EMDR integrated group treatment protocol for secondary traumatic stress/vicarious trauma in first responders
First responders experience daily exposure to critical incidences, which can increase the likelihood of developing vicarious trauma (VT) and secondary traumatic stress (STS). The proposed study utilized a quantitative quasi-experimental research design. Considerations in this study were whether the proposed treatment, eye movement desensitization and reprocessing-integrated group treatment protocol (EMDR-IGTP) was effective in decreasing PTSD-like symptoms associated with VT/STS and increasing post-traumatic growth (PTG). PTG was defined as positive outcomes after exposure to traumatic events. It is believed that growth transpires from suffering when one’s previously held beliefs, thoughts, goals, or assumptions about one’s self and the world have been challenged. The adaptive information processing (AIP) theory views dysfunction as the maladaptive storage of information that occurs when memories are stored in a frozen or state specific form making them unable to link up to more adaptive memories. Therefore, healthy functioning is when experiences and emotions are stored in an available format for future use that can guide behaviors and actions. Of the 23 participants that began the study, only 18 completed the study. Participants identified as Nurse, EMT, Paramedic, and Firefighter. They completed pre and post measurements on the IES-R, ISLES, and PTGI. The participants showed a significant difference p < 0.001 on IES-R scores in arousal, intrusion, and total score. None of the participants reached significant within group changes on ISLES or PTGI. However, a median increase of four points was noted on the ISLES footing in the world category.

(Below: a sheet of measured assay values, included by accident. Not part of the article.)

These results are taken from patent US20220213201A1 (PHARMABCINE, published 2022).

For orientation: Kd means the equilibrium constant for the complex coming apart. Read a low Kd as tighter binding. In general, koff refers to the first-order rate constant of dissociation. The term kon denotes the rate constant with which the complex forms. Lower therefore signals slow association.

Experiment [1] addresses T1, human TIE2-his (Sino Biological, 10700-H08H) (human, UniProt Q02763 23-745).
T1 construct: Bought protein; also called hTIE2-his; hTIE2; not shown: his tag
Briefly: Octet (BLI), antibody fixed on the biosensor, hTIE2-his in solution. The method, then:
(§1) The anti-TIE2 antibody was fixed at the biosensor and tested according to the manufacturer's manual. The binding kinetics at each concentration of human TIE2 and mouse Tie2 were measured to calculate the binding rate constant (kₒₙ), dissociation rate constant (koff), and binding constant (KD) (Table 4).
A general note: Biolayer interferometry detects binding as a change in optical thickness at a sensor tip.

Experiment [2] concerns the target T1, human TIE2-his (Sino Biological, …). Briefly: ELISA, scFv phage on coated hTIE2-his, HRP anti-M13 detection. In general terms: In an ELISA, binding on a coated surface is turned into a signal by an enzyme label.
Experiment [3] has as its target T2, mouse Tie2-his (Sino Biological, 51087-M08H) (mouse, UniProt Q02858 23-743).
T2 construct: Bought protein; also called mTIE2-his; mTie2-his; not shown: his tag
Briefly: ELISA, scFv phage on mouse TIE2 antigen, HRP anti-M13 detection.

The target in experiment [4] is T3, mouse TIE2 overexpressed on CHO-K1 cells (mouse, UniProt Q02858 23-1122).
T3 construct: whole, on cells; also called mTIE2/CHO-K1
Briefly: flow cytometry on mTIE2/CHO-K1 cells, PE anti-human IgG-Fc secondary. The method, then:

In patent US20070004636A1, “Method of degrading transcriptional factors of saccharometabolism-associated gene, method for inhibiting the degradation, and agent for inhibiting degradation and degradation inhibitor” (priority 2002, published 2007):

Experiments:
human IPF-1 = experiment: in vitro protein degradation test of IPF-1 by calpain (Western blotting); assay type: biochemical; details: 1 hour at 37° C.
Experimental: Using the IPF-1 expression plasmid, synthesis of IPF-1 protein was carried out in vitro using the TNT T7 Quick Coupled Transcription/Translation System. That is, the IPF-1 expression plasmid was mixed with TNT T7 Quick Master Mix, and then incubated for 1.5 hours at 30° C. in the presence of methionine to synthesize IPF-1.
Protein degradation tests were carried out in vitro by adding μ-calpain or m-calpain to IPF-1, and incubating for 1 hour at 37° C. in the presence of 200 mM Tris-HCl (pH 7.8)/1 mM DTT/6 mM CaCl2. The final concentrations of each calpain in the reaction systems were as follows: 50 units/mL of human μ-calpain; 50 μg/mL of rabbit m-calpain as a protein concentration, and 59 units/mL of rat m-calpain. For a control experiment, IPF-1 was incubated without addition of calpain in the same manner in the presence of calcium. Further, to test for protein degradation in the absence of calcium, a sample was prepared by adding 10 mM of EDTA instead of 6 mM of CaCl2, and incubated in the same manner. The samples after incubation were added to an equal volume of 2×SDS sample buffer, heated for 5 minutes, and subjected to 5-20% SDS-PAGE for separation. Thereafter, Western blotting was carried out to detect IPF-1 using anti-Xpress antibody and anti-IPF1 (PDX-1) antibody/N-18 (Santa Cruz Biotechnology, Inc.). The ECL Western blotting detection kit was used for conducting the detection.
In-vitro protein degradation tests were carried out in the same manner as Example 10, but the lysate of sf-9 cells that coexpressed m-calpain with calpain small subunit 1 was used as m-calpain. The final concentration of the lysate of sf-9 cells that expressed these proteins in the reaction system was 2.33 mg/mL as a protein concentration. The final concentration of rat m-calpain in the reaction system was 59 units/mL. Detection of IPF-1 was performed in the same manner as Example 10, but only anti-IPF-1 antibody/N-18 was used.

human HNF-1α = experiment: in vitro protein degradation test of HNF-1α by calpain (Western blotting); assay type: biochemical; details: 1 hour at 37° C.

Original Work Citation
Morrissey, M. (2016, October). EMDR integrated group treatment protocol for secondary traumatic stress/vicarious trauma in first responders. (Dissertation, Northcentral University)
“EMDR integrated group treatment protocol for secondary traumatic stress/vicarious trauma in first responders,” Francine Shapiro Library, accessed February 26, 2021, https://emdria.omeka.net/items/show/24583.